# Signed curvature of a bezier curve (or polyline)

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Hi, I'd like to get the signed curvature of a bezier curve. I've already implemented a curve whose coordinate and first two derivates can be evaluated (with parameter t [0,1]). Furthermore I found the equation for the curvature Length(d1 x d2) / Length(d1)^3 where d1 is the first derivate and d2 the second derivate respectively. I tested my implementation and it seems to work as expected (higher values where the curve has a small radius and smaller values where the radius is big). But how can I determine whether the curve is convex or concave, which I actually need to know? I also have the normal vectors of the control points. To give you some information about what I'm trying to do (there might be a simpler/faster solution that bezier): I've a 3D polyline and need to detect the points of highest convex curvature (where the polyline has peaks). Currently, I'm trying to approximate the line with bezier segments where the polyline's points are the control points of the curve (i.e. points i-2,..,i,..,i+2 of the polyline to form a 4 degree bezier with 5 control points). In point i I wanted to evaluate the curvature. Well, I hope that someone was willing to read all that -- thank you! And hopefully there is someone who can help me -- thank you even more :-)! Greetings, Felix

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Whether the curvature at a point is concave or convex depends on your point-of-view. That is, you have to know which side of the curve is the inside. Think of it this way. if you are looking at a bit of the Earth from the outside---all you can see if just a portion of the spherical arc---the you will see it to be convex. But, if you look at that same bit of the Earth from the inside, you will see it to be concave. So, this is one little thing that you must consider. All points are both concave and convex until you decide which side you are on.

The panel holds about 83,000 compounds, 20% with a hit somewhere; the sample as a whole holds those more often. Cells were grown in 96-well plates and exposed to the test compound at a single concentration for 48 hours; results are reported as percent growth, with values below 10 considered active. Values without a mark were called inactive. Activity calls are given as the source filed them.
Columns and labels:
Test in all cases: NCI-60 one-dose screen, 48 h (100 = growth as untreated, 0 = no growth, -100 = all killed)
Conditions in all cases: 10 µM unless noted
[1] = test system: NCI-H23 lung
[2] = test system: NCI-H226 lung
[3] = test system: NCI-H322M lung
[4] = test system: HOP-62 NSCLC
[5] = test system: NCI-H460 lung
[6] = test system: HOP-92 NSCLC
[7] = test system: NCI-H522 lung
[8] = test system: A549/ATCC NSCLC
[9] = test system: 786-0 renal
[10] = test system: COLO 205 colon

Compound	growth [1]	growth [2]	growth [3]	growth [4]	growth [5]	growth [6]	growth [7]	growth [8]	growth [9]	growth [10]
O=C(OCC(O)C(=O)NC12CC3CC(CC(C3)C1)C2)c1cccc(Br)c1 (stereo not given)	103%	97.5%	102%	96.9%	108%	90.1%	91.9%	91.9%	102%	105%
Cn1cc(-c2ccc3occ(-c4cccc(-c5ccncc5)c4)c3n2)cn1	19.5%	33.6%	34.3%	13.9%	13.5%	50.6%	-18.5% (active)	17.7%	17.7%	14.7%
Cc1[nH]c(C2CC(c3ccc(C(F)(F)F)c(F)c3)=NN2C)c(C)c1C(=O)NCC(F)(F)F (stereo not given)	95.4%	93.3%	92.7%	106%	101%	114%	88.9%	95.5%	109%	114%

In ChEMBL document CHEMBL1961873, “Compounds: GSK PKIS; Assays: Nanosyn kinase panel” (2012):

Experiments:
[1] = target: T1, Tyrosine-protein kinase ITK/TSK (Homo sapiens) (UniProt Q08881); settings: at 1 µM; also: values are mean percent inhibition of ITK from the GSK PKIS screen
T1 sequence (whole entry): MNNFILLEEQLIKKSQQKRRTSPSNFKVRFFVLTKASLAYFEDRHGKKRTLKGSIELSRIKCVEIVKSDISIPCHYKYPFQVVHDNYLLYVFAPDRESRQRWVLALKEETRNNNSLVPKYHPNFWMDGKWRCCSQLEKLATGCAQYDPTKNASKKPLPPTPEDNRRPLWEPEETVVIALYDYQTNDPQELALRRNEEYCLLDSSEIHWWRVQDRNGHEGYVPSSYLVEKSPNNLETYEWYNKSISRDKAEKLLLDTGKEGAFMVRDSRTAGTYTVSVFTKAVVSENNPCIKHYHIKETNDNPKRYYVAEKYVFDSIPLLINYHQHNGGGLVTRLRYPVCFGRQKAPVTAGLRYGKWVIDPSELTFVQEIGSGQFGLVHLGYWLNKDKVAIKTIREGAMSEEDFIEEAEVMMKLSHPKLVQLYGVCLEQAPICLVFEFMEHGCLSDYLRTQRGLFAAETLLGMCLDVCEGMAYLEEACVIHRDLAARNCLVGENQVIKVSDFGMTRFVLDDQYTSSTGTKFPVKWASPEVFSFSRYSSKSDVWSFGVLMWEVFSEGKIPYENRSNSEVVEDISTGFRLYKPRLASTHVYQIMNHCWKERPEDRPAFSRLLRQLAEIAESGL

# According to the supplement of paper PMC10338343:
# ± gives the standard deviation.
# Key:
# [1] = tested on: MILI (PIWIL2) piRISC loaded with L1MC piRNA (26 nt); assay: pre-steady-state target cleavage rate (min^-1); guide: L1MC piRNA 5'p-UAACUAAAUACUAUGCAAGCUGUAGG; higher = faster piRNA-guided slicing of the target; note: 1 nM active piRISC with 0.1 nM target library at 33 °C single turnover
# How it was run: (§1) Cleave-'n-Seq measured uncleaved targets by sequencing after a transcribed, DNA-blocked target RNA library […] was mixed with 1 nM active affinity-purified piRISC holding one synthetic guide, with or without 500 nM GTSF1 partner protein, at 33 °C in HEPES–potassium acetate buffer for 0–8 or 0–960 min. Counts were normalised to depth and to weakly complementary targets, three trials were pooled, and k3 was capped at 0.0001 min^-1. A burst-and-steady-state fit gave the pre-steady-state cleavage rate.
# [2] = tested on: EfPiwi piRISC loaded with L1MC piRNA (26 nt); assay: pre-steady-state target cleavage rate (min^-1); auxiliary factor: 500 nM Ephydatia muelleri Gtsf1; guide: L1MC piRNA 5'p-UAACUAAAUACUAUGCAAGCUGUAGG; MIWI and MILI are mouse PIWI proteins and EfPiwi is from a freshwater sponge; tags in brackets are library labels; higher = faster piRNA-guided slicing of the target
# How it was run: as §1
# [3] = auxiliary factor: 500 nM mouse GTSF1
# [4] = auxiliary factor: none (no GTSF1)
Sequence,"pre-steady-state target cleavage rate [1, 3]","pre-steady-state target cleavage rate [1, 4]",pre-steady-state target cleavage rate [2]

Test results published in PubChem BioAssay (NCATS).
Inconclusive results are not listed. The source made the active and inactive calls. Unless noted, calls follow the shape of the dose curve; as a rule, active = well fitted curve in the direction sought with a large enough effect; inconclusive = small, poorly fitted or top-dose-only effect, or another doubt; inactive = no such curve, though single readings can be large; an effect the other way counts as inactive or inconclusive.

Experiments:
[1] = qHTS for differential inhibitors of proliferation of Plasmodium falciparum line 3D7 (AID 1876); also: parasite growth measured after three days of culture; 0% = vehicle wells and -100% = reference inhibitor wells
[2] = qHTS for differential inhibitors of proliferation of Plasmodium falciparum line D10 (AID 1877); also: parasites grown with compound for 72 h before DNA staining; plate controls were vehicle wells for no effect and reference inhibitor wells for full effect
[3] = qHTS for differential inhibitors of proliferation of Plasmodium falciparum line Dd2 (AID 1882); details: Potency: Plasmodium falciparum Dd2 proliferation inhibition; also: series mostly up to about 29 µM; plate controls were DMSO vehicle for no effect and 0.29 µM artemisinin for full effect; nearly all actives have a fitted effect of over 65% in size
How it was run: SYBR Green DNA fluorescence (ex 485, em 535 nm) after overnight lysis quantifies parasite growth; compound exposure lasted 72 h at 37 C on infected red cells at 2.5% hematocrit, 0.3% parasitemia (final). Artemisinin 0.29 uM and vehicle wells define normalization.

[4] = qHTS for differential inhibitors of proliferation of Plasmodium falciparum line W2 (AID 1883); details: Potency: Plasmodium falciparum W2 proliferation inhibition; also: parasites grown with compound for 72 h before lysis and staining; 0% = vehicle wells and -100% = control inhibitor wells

Your problem then can be solved trivially if you determine the location of center of curvature instead of just the radius of curvature. If you are on the same side as the center-of-curvature, the curve is concave at that point. If you are on the opposite side as the center-of-curvature, the curve is convex at that point.

If this is a 3D curve, I would assume you'd compute center-of-curvature by projecting onto a plane of the Frenet frame, and also that you have some heuristic to determine where the outside/inside of the curve is with respect to the chosen plane.

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Hi.

Thanks for the reply. Well, I can provide a rough estimate about the direction of 'outside'. In my case, it would be the normal of the central control point. I googled how to calculate the frenet frame. it this right:

tangent = normalize(d1)
biNormal = normalize(d1 x d2)
normal = biNormal x tangent

where again d1 and d2 are the first and second derivates.

The 'plane' you'd project onto, is it the plane spanned by tangent and normal, i.e. whose normal is the curve's biNormal??

Uh... and what about the curvature then? When projecting the curve onto a plane, I suspect the curvature to get distorted (as does the curve). How do I transform the curvature back? Or can I use the unsigned curvature (as computed above) and take the negative value if the projected curvature is negative??

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And will it be appropriate to only project the derivates (d1 and d2) to calc the curvature on the plane or do I need to project the control points and then re-calculate the curvature for the projected curve?

And -- I'm sorry -- how do I get the center of the cicle of curvature?

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